San José, Costa Rica, since 1956

OAS meeting strays from violence agenda, focuses on relations with Cuba

SAN PEDRO SULA, Honduras – One little island of under 11.5 million people has dominated the discussion of a meeting between dozens of heads of state and government officials this week.

Though the theme of the 39th General Assembly of the Organization of American States (OAS) was intended to be violence in the Americas, many Latin American leaders directed their comments to relations with Cuba.

Honduran President Manuel Zelaya called for a repeal of the 1962 resolution that suspended the group´s relations with Cuba as a result of its communist ties, saying that if this assembly fails to do so, member countries would be “accomplices to a mistake made 47 years ago.”

Much of the criticism was directed at the United States, which expressed resistance to the idea of Cuba rejoining the regional group without instituting democratic reforms.

Former first lady and Secretary of State Hilary Clinton called for a change in Cuba´s political structure like that of El Salvador this week, when presidencies peacefully changed hands between right-leaning Antonio Saca and left-leaning Mauricio Funes.

“We believe it is in the best interests of the Cuban people and our region (for Cuba) to be more integrated in the region,” Clinton said. “We think that there is an opportunity for Cuba to be more involved, but at the same time, we want to see the peaceful transfer of power that we saw this morning (in El Salvador) possible for the Cuban people.”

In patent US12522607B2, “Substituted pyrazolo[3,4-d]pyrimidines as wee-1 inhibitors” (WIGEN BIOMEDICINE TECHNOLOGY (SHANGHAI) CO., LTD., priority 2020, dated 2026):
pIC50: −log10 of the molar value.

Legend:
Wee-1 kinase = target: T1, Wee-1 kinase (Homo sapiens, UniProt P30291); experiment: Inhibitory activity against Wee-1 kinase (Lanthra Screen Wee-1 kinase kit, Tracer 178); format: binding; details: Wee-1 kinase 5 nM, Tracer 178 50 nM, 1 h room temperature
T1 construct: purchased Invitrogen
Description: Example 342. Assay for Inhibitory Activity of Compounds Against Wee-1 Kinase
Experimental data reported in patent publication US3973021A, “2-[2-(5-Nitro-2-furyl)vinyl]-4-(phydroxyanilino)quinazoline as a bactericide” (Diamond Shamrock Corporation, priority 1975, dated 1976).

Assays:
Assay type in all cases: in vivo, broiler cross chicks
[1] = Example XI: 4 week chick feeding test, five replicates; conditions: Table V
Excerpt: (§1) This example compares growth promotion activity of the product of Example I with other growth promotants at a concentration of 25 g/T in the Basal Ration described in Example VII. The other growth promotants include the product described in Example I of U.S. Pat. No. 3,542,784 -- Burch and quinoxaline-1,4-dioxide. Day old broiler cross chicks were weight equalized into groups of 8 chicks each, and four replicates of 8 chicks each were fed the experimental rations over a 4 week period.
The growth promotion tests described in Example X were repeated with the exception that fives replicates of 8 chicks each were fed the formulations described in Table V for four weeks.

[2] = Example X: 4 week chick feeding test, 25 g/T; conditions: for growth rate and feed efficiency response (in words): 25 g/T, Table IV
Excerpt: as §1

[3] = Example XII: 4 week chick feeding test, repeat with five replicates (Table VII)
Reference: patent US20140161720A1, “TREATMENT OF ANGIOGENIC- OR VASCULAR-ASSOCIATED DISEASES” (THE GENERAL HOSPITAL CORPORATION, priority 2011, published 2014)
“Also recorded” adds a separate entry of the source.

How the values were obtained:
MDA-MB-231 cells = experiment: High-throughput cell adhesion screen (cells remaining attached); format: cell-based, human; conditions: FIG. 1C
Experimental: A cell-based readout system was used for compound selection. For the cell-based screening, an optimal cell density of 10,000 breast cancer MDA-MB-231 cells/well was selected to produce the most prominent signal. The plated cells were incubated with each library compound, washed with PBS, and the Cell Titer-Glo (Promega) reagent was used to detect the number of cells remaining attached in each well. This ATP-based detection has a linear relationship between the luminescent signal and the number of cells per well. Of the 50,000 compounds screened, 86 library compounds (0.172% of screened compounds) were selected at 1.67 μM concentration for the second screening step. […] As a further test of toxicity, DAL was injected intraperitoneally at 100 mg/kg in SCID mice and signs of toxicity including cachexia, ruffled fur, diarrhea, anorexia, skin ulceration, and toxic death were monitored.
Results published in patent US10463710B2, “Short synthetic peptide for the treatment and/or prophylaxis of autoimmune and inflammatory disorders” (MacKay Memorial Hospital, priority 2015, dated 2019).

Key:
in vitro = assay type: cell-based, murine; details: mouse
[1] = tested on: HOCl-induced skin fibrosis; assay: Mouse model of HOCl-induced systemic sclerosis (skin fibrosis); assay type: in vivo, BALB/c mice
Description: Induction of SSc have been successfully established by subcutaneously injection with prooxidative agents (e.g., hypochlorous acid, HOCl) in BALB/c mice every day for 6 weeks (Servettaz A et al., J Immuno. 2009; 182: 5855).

She pointed out current President Barack Obama has done more in the last four months to improve U.S.-Cuba relations than has been done in the last eight years.

In a directive issued in early April, Obama called on U.S. telecommunications network providers to establish connections between the two countries, sought to ease rules against family travel to and from Cuba and pressed for the removal of restrictions on money that can be sent to Cuban family members (TT, Apr. 3).

Tuesday´s criticism followed another blow the United States received late last month, when Venezuela and Ecuador threatened to leave the OAS and proposed the creation of a new organization without the United States.

Foreign ministers ended the first session of the two-day assembly by creating a working group aimed at assessing the suspension levelled against Cuba.

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